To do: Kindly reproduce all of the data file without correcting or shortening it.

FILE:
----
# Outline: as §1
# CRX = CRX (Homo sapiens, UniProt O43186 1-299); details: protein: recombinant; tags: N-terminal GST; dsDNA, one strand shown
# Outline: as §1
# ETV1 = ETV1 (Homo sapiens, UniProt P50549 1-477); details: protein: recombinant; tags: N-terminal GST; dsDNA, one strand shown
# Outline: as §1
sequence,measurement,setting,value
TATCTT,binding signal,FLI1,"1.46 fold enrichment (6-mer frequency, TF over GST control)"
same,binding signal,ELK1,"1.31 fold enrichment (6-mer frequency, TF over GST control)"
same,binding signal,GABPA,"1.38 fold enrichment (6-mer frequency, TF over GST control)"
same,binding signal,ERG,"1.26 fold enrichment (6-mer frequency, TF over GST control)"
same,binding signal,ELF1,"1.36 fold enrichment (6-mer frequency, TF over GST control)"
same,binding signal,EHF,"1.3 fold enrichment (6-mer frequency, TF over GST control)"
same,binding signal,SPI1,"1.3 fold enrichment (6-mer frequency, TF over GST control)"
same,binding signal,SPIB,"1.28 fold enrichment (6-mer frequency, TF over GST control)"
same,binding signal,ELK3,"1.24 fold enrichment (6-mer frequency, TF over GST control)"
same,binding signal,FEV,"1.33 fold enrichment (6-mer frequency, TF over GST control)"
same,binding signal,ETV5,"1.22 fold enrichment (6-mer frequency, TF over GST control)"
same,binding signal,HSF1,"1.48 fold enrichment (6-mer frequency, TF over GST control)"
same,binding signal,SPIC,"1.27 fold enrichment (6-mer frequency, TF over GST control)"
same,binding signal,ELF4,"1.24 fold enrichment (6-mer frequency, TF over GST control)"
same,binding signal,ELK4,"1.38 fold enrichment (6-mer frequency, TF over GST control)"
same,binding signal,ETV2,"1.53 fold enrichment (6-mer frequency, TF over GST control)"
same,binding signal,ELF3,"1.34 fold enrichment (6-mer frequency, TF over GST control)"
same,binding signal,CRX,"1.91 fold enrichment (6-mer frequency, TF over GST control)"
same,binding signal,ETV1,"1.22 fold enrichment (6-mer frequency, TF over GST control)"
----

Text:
# Outline: as §1
# CRX = CRX (Homo sapiens, UniProt O43186 1-299); details: protein: recombinant; tags: N-terminal GST; dsDNA, one strand shown
# Outline: as §1
# ETV1 = ETV1 (Homo sapiens, UniProt P50549 1-477); details: protein: recombinant; tags: N-terminal GST; dsDNA, one strand shown
# Outline: as §1
sequence,measurement,setting,value
TATCTT,binding signal,FLI1,"1.46 fold enrichment (6-mer frequency, TF over GST control)"
same,binding signal,ELK1,"1.31 fold enrichment (6-mer frequency, TF over GST control)"
same,binding signal,GABPA,"1.38 fold enrichment (6-mer frequency, TF over GST control)"
same,binding signal,ERG,"1.26 fold enrichment (6-mer frequency, TF over GST control)"
same,binding signal,ELF1,"1.36 fold enrichment (6-mer frequency, TF over GST control)"
same,binding signal,EHF,"1.3 fold enrichment (6-mer frequency, TF over GST control)"
same,binding signal,SPI1,"1.3 fold enrichment (6-mer frequency, TF over GST control)"
same,binding signal,SPIB,"1.28 fold enrichment (6-mer frequency, TF over GST control)"
same,binding signal,ELK3,"1.24 fold enrichment (6-mer frequency, TF over GST control)"
same,binding signal,FEV,"1.33 fold enrichment (6-mer frequency, TF over GST control)"
same,binding signal,ETV5,"1.22 fold enrichment (6-mer frequency, TF over GST control)"
same,binding signal,HSF1,"1.48 fold enrichment (6-mer frequency, TF over GST control)"
same,binding signal,SPIC,"1.27 fold enrichment (6-mer frequency, TF over GST control)"
same,binding signal,ELF4,"1.24 fold enrichment (6-mer frequency, TF over GST control)"
same,binding signal,ELK4,"1.38 fold enrichment (6-mer frequency, TF over GST control)"
same,binding signal,ETV2,"1.53 fold enrichment (6-mer frequency, TF over GST control)"
same,binding signal,ELF3,"1.34 fold enrichment (6-mer frequency, TF over GST control)"
same,binding signal,CRX,"1.91 fold enrichment (6-mer frequency, TF over GST control)"
same,binding signal,ETV1,"1.22 fold enrichment (6-mer frequency, TF over GST control)"